What Is Hypokalemia?
occurs when the blood’s potassium levels are too low. A normal level of
potassium is 3.6-5.2 millimoles per liter. Levels below 3.6 are considered low.
Anything below 2.5 millimoles per liter is very low (Mayo Clinic).
is an electrolyte. It is necessary for nerve and muscle cell functioning. It is
especially important for the functioning of muscle cells in the heart. The
kidneys control potassium levels. Excess potassium leaves the body through
urine or sweat.
is also called hypokalemic syndrome, low potassium syndrome, nephritis, and
What Causes Hypokalemia?
is a symptom or side effect of other conditions and some medications. Hypokalemia
usually occurs when too much potassium is lost through urine, sweat, or bowel
movements. In rare cases, hypokalemia is caused by too little potassium intake.
things can cause potassium loss. The most common cause is the use of diuretics,
or pills that cause urine production. Diarrhea, vomiting, and excessive use of
laxatives can also cause symptoms. Excessive sweating due to heat or exercise
can cause hypokalemia.
causes of hypokalemia include:
- consuming large amounts of
caffeine or licorice
- medication (such as penicillin or
- magnesium deficiency
- kidney failure
- complications from diabetes
- adrenal gland issues
- gastrointestinal infections or
What Are the Symptoms of Hypokalemia?
are usually no signs of hypokalemia. Some people suffer from weakness, fatigue,
constipation, and muscle cramping. In more severe cases, heart arrhythmias, or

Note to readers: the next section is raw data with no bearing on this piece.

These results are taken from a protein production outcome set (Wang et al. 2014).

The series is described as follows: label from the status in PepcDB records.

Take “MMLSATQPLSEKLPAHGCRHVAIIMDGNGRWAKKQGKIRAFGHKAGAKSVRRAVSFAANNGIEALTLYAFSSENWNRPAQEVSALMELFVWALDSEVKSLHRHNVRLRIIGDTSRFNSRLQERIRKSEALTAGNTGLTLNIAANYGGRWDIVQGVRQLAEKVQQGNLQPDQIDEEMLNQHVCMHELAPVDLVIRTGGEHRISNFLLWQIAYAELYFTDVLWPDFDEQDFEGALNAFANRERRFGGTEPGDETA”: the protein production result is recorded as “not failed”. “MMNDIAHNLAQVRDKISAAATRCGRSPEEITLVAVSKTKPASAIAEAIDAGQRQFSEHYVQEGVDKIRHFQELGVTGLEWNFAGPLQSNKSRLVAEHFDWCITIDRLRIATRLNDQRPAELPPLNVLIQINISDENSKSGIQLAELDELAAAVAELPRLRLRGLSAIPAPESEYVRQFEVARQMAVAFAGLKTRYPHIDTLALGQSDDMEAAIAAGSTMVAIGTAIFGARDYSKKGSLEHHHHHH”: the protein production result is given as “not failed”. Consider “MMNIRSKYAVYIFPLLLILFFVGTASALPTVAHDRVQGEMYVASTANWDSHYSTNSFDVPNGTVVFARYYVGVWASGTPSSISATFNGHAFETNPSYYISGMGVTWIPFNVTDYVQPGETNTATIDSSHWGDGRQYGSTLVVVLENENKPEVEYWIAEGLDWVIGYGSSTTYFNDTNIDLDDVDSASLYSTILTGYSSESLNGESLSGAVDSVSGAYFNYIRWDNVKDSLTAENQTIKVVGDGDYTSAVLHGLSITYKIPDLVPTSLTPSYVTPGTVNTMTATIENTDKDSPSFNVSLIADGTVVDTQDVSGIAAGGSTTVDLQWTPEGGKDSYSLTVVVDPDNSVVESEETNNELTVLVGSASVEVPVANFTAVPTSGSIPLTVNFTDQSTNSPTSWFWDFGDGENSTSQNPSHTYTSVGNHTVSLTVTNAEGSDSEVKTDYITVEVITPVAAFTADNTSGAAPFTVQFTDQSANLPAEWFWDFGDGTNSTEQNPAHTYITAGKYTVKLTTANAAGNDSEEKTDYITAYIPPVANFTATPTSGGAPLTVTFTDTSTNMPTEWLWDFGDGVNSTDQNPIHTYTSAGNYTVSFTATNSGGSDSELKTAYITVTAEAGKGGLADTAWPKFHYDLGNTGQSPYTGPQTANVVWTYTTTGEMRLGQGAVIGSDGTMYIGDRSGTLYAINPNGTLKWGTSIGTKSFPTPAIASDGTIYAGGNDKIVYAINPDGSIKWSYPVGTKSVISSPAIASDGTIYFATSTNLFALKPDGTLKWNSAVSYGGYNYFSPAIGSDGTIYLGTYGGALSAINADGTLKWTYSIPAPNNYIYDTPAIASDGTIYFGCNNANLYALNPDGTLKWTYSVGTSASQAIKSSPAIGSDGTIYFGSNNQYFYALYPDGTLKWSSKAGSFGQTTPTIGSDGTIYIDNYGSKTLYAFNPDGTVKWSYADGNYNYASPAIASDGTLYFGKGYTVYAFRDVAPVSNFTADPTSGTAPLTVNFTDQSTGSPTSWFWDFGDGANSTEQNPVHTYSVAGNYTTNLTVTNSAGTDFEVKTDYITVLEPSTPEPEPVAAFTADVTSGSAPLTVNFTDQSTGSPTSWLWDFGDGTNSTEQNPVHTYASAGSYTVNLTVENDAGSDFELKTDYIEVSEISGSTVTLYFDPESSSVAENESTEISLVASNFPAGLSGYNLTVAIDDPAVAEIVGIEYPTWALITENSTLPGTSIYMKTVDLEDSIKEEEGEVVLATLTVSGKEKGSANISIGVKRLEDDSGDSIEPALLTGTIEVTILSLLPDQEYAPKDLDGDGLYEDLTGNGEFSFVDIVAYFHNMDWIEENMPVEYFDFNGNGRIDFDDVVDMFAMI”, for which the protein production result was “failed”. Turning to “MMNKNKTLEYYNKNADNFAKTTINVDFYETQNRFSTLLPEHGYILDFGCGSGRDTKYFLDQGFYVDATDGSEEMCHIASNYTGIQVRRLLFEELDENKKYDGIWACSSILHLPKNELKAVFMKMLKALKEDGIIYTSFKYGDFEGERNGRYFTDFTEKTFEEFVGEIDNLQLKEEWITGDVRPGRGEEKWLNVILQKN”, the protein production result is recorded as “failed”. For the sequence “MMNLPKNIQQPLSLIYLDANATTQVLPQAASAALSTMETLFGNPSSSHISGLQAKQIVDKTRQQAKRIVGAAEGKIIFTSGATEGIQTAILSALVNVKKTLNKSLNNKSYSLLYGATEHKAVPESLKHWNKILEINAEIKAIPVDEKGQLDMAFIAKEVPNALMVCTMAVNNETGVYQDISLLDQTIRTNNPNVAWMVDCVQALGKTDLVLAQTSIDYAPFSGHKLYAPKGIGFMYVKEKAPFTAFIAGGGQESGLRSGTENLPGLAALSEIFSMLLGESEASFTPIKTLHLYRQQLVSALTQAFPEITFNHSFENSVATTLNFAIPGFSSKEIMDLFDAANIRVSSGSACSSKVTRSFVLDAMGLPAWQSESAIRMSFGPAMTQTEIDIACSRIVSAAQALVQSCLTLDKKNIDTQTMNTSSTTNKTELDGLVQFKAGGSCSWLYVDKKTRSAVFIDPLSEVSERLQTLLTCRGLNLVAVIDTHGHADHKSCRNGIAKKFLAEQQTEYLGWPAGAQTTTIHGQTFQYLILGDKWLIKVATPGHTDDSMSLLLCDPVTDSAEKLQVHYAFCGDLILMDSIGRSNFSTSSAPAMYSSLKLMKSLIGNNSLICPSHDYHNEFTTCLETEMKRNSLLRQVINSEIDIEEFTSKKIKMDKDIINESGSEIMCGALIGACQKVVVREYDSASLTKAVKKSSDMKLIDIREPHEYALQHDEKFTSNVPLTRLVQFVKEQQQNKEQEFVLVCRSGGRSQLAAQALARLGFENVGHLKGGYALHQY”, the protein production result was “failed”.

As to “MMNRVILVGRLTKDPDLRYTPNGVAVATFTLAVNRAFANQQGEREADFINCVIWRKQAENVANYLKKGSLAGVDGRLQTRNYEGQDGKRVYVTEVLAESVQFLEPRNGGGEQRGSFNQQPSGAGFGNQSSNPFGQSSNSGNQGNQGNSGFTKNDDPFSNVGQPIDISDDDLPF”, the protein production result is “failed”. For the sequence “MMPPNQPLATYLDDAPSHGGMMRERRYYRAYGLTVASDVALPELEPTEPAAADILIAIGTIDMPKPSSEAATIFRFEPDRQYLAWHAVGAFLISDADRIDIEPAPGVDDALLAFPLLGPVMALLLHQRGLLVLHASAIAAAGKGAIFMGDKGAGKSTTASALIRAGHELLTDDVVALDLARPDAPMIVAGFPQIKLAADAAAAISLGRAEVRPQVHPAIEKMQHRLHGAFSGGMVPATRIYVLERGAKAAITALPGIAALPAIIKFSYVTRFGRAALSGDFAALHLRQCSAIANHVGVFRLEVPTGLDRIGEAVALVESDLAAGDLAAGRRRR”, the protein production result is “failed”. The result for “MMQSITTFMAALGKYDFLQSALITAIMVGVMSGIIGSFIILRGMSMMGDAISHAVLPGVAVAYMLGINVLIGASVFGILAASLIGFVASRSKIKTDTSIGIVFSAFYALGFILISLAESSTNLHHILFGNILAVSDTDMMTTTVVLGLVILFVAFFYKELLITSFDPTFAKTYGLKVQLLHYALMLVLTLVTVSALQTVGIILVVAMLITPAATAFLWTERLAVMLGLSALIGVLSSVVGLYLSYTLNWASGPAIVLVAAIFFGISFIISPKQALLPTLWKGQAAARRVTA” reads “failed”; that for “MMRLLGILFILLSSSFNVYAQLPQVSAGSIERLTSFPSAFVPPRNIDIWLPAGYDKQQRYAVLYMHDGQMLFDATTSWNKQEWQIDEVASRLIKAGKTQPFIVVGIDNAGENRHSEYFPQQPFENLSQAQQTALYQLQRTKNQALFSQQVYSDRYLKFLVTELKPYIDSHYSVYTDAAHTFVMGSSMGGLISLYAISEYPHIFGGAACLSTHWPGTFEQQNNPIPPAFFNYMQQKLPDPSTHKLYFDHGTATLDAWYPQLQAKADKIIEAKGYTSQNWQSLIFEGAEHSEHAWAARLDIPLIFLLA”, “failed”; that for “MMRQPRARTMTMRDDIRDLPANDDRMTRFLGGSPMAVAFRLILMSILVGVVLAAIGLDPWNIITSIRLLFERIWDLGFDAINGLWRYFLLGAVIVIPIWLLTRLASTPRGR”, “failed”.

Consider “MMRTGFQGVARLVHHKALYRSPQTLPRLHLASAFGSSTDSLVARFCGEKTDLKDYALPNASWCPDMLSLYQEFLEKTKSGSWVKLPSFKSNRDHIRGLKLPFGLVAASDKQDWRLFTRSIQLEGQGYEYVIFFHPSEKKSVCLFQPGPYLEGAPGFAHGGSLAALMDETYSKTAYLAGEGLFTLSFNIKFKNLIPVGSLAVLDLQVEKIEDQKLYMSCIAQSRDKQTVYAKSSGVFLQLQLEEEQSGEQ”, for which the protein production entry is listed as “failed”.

abnormal rhythms may occur. This is most common in people with heart problems.
complications include low blood pressure, muscle twitches, and loss of muscle
control (such as in the bowel). Hypokalemia can also cause mineral deficiency
and loss of muscle in the skeletal system. Other symptoms include excessive
urination, extreme thirst, loss of appetite, nausea, and vomiting.
How Is Hypokalemia Diagnosed?
is usually diagnosed during routine blood tests, which check the levels of
potassium in the blood. Testing because of symptoms or complications is rare.
How Is Hypokalemia Treated?
may prescribe medication that will treat the underlying condition. In some
cases, potassium supplements are recommended.
What Is the Outlook For Hypokalemia?
the underlying condition usually resolves this problem. Most people learn to
control their potassium with minimal impact on their lives.
In rare cases, hypokalemia can lead to paralysis or
Eating a diet that is rich in potassium can help prevent and treat low blood potassium. If you are taking potassium supplements, discuss your diet with your doctor to make sure you are not taking too much potassium. Good sources of potassium include:
- peas and beans
- peanut butter